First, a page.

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XOrg Server

GoboLinux

GoboLinux is a free operating system whose most salient feature is its reorganization of the filesystem hierarchy. Rather than following the Filesystem Hierarchy Standard like most Unix-like systems, under GoboLinux each program has its own subdirectory tree, where all of its files (including settings specific for that program) can be found. Thus, a program "Foo" has all of its specific files and libraries in " /Programs/Foo ". There is no question as to where an "executable" file is - It is in " /Programs/Foo ", in this case. According to the GoboLinux developers, this results in a cleaner system based on the filelayout level.

Overview

The GoboLinux hierarchy is a radical departure from the filesystem hierarchy traditionally employed by most Linux (and UNIX-like) operating systems, where specific types of files are stored together in common standard subdirectories (such as e.g. bin and man), and package managers are used to keep track of what file belongs to which program. In GoboLinux, files from different programs are separated into different respective subdirectories. While in GoboLinux types of files are also separated into subdirectories, these in turn sit inside their programs' subdirectories. The makers of GoboLinux say that "the filesystem is the package manager", and the GoboLinux package system uses the filesystem itself as a package database. This is said to produce a more straightforward, less cluttered directory tree. GoboLinux uses symlinks and an optional kernel module called GoboHide to achieve all this while maintaining full compatibility with the traditional Linux filesystem hierarchy.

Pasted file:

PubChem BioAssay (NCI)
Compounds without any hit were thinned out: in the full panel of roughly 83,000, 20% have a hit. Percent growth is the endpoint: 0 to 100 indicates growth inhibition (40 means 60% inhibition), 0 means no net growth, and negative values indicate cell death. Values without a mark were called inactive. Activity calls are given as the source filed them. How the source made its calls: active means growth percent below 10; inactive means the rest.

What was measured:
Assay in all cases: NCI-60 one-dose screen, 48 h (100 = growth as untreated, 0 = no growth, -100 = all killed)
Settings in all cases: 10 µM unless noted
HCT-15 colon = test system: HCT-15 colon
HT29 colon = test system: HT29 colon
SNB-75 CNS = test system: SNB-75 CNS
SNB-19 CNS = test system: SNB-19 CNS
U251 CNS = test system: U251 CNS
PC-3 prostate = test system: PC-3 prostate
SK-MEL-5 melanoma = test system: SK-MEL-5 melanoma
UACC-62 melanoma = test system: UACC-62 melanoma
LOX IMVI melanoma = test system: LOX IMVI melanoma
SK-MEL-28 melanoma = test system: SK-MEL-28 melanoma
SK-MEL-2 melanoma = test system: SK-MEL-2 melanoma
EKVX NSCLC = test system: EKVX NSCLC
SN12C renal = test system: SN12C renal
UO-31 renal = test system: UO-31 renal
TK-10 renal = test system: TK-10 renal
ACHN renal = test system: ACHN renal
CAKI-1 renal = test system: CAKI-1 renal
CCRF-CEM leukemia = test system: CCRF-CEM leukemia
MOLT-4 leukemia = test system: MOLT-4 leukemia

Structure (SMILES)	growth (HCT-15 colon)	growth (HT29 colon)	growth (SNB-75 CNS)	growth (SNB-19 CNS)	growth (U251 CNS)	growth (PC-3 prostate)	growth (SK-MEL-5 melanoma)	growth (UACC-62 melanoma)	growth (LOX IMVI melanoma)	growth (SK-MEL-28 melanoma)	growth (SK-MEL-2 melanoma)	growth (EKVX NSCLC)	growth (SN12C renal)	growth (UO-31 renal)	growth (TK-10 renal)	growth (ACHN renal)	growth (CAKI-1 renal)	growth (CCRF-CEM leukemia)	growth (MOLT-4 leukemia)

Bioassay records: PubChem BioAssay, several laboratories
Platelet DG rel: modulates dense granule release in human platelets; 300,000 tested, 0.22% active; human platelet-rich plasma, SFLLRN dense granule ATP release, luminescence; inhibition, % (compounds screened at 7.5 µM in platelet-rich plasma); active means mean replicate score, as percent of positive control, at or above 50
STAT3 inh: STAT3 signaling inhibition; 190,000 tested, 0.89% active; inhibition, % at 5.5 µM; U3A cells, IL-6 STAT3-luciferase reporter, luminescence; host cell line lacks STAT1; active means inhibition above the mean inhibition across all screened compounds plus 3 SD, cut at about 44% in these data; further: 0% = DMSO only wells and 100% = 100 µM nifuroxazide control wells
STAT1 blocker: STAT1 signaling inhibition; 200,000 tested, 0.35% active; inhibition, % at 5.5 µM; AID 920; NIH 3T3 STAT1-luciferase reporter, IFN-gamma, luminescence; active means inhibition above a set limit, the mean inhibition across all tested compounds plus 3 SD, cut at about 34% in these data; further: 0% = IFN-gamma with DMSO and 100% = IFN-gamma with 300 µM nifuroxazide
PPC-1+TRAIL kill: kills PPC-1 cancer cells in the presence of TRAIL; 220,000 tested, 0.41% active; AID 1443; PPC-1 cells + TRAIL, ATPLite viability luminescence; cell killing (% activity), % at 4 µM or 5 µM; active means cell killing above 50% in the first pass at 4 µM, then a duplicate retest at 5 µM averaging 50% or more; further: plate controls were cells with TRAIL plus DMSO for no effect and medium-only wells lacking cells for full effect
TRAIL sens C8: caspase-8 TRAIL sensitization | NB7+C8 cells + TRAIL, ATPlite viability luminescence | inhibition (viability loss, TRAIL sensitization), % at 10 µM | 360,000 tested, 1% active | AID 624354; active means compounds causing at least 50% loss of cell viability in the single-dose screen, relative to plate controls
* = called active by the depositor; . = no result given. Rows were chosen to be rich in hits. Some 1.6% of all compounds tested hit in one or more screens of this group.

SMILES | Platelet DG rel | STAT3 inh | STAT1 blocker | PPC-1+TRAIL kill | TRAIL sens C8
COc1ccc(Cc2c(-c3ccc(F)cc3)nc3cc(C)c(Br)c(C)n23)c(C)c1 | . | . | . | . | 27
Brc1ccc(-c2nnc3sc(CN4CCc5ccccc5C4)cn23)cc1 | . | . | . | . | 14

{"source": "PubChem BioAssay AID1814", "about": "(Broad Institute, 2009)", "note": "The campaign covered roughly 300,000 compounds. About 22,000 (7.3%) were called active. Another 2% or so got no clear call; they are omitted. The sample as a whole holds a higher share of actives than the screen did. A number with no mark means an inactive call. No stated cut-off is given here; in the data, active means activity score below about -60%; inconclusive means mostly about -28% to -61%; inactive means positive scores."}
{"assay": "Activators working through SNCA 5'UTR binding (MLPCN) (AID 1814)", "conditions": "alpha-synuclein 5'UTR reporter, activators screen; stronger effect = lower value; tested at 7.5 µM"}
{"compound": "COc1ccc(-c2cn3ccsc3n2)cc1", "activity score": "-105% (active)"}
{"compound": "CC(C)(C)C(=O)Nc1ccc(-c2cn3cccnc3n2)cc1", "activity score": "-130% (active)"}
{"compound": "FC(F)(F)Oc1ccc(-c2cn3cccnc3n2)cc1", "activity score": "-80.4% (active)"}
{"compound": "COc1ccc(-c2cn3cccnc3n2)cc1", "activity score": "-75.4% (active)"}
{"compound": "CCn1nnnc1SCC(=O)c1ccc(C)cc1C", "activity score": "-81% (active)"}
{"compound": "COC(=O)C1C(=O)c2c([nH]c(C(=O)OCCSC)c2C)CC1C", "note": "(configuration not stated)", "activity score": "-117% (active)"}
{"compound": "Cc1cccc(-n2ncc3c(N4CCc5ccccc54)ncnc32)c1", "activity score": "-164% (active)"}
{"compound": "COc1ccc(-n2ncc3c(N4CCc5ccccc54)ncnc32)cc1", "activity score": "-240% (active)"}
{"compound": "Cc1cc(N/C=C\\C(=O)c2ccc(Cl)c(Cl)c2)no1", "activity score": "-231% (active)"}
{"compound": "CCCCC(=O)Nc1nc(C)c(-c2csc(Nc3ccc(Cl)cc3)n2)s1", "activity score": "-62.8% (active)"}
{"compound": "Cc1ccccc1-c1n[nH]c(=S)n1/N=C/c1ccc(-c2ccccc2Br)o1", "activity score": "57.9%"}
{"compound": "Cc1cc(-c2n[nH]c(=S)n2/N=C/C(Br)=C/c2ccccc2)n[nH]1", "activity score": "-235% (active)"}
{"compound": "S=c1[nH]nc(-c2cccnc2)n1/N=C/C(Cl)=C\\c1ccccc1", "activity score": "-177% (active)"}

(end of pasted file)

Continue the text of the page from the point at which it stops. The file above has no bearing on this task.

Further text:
The creators of GoboLinux stated that the GoboLinux hierarchy has other "modernisms", e.g. it removes some distinctions between similar traditional directories (such as the executable locations /bin, /usr/bin, and /usr/local/bin). GoboLinux designers claim that this results in shell scripts breaking less often than with other Linux distributions. GoboLinux also allows the user to have different versions of the same program installed concurrently (and even run them concurrently). Furthermore, it is claimed that the package management index can never get out of sync, as references to nonexisting files simply are broken links, and thus inactive. GoboLinux's filesystem changes have also allowed other innovations, such as an entirely new boot system that does not use System V or BSD style init systems.

File hierarchy

The design of GoboLinux is influenced by earlier systems such as NEXTSTEP, AtheOS and BeOS, which adopted original filesystem structures while still maintaining a considerable degree of compatibility with Unix. At the root of the GoboLinux tree, there are six directories: Programs, Users, System, Files, Mount and Depot. The contents of each are described below.

  • /Programs/ - This directory contains one directory for each program installed in the computer. Each program's directory, in turn, contains one or more version directories, and optionally, Settings and Variable subdirectories. Examples of paths under programs are /Programs/Bash/3.0/bin/bash and /Programs/Xorg-Server/Settings/X11/xorg.conf.
  • /Users/ - This directory contains users' home directories, so a userid named "harley" would have a home directory of "/Users/harley".
  • /System/ - Crucial system files. Most are managed by system applications (for example, /System/Settings/passwd) and GoboLinux scripts (for example, /System/Links).
    • Links/ - Contains "links" directories that index the files under /Programs.
      • Environment/ - Links to environment files. These are compiled into a Cache file and loaded by the shell, allowing programs to register their own environment variables.
      • Executables/ - Contains links to files from the programs' bin and sbin directories.
      • Headers/ - This directory contains links to files from the programs' include directories.
      • Libraries/ - Links to files from the programs' lib directories.